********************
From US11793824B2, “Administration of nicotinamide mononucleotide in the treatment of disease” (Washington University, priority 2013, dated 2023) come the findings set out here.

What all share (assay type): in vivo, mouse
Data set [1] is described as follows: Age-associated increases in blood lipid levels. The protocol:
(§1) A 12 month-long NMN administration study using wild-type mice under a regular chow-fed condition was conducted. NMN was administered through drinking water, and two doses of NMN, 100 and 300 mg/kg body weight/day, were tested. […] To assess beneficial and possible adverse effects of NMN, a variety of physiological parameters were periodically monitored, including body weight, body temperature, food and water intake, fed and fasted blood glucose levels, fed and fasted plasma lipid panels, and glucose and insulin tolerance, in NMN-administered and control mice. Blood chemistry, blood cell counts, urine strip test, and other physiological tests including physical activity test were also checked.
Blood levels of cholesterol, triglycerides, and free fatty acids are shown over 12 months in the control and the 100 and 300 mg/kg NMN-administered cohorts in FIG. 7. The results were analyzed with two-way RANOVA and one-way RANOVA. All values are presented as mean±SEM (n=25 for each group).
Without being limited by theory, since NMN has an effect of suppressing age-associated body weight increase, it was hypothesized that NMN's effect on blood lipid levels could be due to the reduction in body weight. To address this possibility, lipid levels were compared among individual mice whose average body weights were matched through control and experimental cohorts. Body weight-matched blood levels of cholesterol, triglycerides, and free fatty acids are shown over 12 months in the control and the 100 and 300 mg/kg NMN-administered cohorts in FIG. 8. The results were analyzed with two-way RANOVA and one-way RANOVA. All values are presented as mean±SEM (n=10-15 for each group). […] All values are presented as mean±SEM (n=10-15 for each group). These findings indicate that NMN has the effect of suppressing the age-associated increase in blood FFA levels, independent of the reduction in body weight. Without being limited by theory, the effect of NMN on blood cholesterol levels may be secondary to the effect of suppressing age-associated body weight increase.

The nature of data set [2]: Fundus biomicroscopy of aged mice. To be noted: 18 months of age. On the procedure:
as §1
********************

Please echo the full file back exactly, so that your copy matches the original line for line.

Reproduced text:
From US11793824B2, “Administration of nicotinamide mononucleotide in the treatment of disease” (Washington University, priority 2013, dated 2023) come the findings set out here.

What all share (assay type): in vivo, mouse
Data set [1] is described as follows: Age-associated increases in blood lipid levels. The protocol:
(§1) A 12 month-long NMN administration study using wild-type mice under a regular chow-fed condition was conducted. NMN was administered through drinking water, and two doses of NMN, 100 and 300 mg/kg body weight/day, were tested. […] To assess beneficial and possible adverse effects of NMN, a variety of physiological parameters were periodically monitored, including body weight, body temperature, food and water intake, fed and fasted blood glucose levels, fed and fasted plasma lipid panels, and glucose and insulin tolerance, in NMN-administered and control mice. Blood chemistry, blood cell counts, urine strip test, and other physiological tests including physical activity test were also checked.
Blood levels of cholesterol, triglycerides, and free fatty acids are shown over 12 months in the control and the 100 and 300 mg/kg NMN-administered cohorts in FIG. 7. The results were analyzed with two-way RANOVA and one-way RANOVA. All values are presented as mean±SEM (n=25 for each group).
Without being limited by theory, since NMN has an effect of suppressing age-associated body weight increase, it was hypothesized that NMN's effect on blood lipid levels could be due to the reduction in body weight. To address this possibility, lipid levels were compared among individual mice whose average body weights were matched through control and experimental cohorts. Body weight-matched blood levels of cholesterol, triglycerides, and free fatty acids are shown over 12 months in the control and the 100 and 300 mg/kg NMN-administered cohorts in FIG. 8. The results were analyzed with two-way RANOVA and one-way RANOVA. All values are presented as mean±SEM (n=10-15 for each group). […] All values are presented as mean±SEM (n=10-15 for each group). These findings indicate that NMN has the effect of suppressing the age-associated increase in blood FFA levels, independent of the reduction in body weight. Without being limited by theory, the effect of NMN on blood cholesterol levels may be secondary to the effect of suppressing age-associated body weight increase.

The nature of data set [2]: Fundus biomicroscopy of aged mice. To be noted: 18 months of age. On the procedure:
as §1